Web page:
What the project could stand more of is sg’s insistence on achieving vocal goals through strong blocks of tones forcefully placed. There are moments, for instance, on “The Cross was Enough” when the harmonic arabesques of the vocals are a bit much. The voices could have left a few passing tones and chord progressions to the instrumentation and gotten a tenfold return in the bargain. It’s not oversinging, exactly, but there’s an unnecessarily overworked quality to the sound that makes me want to say: Simplify, simplify. The most dissatisfying passages of the project are during songs like “My Good, Your Glory,” which is reflexively and straightforwardly (undilutedly, I would say, if I could make up a word) CCM. LS does this stuff easily and beautifully of course, but the formulaic sameness of these kinds of mid-tempo CCM tunes flattens out the contours of LS’s ensemble sound, deadening the group’s harmonic identity which ought to and obviously can leap out at you given the right material. “The Cross was Enough” is not that material. By overworking their voices in repetitious series of harmonic movements, tunes like “My Good, Your Glory” and “The Cross was Enough” are trying, I assume, to suggest the group’s dazzling vocal dexterity. But because LS is able to knock the top of your head off with simpler, less histrionic material (see “Shout to the Lord,” below), this pure CCM sound just comes off like pedestrian vocal warm-ups for a really talented college ensemble that wants to be First Call someday.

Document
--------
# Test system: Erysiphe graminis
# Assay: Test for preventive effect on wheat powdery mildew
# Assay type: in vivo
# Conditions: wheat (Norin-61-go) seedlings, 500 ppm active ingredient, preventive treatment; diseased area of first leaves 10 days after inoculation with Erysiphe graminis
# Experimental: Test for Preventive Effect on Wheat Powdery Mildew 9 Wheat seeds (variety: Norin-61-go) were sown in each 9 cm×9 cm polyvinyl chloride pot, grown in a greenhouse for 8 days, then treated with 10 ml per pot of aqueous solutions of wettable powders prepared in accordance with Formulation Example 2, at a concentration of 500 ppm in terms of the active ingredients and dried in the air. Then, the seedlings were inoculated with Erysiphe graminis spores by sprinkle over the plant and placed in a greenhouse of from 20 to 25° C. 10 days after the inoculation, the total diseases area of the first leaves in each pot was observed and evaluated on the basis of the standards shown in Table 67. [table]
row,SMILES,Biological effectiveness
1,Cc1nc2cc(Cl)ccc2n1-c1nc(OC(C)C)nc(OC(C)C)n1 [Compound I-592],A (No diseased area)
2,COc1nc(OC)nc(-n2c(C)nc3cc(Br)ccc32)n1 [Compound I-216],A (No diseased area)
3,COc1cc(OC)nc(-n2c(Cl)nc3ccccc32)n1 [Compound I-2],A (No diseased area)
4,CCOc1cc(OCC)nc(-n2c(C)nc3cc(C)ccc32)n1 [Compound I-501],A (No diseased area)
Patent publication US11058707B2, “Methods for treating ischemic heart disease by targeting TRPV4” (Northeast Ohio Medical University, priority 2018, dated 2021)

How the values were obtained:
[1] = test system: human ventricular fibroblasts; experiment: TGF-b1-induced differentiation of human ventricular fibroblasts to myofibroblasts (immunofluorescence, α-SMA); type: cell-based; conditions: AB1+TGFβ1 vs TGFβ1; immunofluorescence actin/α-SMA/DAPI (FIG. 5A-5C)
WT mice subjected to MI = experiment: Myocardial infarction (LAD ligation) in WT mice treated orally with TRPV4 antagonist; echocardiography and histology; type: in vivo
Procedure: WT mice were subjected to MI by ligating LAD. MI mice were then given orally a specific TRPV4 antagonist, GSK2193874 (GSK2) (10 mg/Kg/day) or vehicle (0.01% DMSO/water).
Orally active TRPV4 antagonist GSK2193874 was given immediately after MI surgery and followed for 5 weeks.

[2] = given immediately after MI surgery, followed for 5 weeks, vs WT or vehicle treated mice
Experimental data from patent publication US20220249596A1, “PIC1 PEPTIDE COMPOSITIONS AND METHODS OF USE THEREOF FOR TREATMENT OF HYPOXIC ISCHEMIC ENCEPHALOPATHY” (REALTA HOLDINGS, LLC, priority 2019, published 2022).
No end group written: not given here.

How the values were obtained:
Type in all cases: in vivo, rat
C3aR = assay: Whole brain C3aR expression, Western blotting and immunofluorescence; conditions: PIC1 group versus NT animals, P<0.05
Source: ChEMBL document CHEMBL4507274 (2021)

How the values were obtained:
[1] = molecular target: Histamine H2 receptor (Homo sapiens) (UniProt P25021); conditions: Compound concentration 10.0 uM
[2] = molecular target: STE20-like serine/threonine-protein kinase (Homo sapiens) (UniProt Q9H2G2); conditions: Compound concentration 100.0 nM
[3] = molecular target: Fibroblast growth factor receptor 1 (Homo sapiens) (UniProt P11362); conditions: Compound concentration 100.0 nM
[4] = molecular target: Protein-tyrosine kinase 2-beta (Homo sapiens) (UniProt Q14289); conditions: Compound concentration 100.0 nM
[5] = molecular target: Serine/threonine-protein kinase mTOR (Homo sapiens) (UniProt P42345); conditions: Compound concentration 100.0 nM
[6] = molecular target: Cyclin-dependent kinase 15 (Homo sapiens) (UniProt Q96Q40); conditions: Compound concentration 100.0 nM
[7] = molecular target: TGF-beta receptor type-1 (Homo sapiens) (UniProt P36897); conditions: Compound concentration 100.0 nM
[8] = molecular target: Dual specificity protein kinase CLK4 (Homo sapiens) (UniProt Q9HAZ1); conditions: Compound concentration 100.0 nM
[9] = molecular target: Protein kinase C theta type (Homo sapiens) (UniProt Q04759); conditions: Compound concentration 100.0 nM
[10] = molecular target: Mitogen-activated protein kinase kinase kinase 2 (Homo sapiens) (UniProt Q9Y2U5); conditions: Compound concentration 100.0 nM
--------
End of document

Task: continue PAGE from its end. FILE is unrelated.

But First Call could never have dreamed of pulling off something like this project’s version of “Shout to Lord” - the album’s emotional center. It starts off with odd sweetness for a song about shouting, and that’s the first signal that LS is going to seize command of this old praise-and-worship standard and remake it with the confidence only truly self-possessed artists can manage. Where “My Good, Your Glory” never attempts to break free of CCM conventions and commonplaces, “Shout to the Lord” reinvests the energy of CCM by merging it with the spiritual depth more common to sg. The result is that the song rings out with newfound force, a delightful little capsule of musical perfection. The lyrical narrative develops along a tightly controlled dramatic arc, and the voices work within a clearly identifiable range of intensity so that the song maps out an emotional journey from the supplicant’s neediness to the plaintive praise of the redeemed (captured in moments like the twinkling duet on the words “my shelter” or in the way Michael Lord’s voice threads its way up to meet the female voices in a merger of obeisance and mercy). Shouting never sounded so carefully gorgeous.